How do you plan for the unpredictable? That’s the question facing the more than 400 metropolitan planning organizations (MPOs) that have been tasked by Congress to write 20-year transportation plans for their regions. Self-driving cars will be on the market in the next ten years, are likely to become a dominant form of travel in twenty years, and most people think they will have huge but often unknowable transformative effects on our cities and urban areas. Yet not a single regional transportation plan has tried to account for, and few have even mentioned the possibility of, self-driving cars.
Instead, many of those plans propose obsolete technologies such as streetcars, light rail, and subways. These technologies made sense when they were invented a hundred or so years ago, but today they are just a waste of money. One reason why planners look to the past for solutions is that they can’t accurately foresee the future. So they pretend that, by building ancient modes of transportation, they will have the same effects on cities that they had when they were first introduced.
If the future is unpredictabie, self-driving cars make it doubly or quadruply so.
- How long will it take before self-driving cars dominate the roads?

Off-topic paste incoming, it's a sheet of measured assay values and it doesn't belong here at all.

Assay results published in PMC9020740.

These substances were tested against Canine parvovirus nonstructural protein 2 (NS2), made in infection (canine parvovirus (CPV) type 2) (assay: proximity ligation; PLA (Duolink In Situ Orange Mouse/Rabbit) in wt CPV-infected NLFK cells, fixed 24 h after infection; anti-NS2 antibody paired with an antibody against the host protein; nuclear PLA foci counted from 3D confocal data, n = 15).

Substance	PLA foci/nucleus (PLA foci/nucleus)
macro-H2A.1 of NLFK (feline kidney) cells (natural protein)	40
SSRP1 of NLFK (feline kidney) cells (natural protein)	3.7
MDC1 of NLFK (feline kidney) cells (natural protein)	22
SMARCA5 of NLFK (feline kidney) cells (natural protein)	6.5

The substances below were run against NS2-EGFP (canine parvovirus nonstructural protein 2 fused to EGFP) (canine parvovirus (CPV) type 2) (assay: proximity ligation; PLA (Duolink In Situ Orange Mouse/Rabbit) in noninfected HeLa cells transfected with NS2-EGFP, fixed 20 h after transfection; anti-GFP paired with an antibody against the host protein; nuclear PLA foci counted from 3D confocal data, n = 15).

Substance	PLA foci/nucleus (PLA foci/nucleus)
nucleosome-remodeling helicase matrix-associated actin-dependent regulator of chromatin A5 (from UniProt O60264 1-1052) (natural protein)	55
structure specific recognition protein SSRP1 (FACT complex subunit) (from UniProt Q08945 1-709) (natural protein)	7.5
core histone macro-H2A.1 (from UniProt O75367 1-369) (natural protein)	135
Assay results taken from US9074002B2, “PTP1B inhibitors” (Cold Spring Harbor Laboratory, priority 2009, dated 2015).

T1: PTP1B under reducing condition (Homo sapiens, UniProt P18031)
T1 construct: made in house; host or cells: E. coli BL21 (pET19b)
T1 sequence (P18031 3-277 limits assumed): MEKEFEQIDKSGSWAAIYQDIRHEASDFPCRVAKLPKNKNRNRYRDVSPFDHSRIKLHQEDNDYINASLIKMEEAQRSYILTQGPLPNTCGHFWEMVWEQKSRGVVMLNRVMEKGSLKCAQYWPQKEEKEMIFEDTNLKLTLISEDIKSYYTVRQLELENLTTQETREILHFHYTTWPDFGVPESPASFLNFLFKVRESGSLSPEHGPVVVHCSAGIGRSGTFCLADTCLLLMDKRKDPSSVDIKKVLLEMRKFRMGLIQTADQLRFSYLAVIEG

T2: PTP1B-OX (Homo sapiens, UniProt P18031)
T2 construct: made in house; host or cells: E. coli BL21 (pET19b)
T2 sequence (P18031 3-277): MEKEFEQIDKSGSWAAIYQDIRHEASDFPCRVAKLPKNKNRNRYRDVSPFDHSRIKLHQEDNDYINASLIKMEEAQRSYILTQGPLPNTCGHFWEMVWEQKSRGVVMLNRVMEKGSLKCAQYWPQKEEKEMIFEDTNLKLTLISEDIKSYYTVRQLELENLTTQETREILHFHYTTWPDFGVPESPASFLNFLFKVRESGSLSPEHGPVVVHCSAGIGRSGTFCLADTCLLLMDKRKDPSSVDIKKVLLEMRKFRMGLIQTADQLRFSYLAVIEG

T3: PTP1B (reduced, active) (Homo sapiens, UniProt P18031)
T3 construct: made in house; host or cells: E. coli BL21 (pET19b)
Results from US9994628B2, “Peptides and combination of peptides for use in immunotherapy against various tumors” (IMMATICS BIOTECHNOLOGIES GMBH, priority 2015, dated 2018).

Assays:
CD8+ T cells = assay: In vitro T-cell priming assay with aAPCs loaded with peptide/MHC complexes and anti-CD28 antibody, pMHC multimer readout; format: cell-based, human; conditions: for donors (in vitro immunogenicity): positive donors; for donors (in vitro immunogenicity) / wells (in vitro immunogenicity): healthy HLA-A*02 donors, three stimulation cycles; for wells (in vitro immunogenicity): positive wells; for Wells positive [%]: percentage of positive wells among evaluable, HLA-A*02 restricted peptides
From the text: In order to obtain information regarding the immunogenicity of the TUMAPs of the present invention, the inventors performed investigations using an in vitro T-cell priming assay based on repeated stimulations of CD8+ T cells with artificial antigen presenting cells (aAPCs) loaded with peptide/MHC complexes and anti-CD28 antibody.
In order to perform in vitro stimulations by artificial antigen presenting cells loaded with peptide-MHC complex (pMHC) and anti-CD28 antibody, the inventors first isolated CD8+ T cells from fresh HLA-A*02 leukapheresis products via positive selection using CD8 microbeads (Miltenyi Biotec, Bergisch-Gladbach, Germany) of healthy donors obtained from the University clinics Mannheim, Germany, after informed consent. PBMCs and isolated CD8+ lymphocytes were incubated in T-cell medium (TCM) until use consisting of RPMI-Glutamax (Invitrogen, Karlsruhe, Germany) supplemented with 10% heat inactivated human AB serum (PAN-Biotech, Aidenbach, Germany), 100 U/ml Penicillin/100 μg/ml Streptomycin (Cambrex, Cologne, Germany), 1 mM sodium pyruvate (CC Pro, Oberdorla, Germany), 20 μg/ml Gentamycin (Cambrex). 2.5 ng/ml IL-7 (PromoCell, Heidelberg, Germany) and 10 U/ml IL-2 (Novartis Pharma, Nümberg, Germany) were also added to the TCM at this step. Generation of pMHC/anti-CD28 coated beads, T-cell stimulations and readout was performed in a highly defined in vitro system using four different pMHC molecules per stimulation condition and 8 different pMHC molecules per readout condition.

- Will people who own self-driving cars change their residential locations because they won’t mind traveling twice as far to work?
- Will employment centers move so they can take advantage of self-driving trucks and increased employee mobility?
- Will car sharing reduce the demand for parking?
- Will miles of driving decline due to increased carpooling or will it go up due to the increased number of people who can “drive” self-driving cars?
- Will people use their cars as “robotic assistants,” going out with zero occupants to pick up groceries, drop off laundry, or doing other tasks that don’t require lots of supervision?
- Will self-driving cars reduce the need for more roads because they increase road capacities, or will the increase in driving offset this benefit?
- Will self-driving cars provide the mythical “first and last miles” needed by transit riders, or will they completely replace urban transit?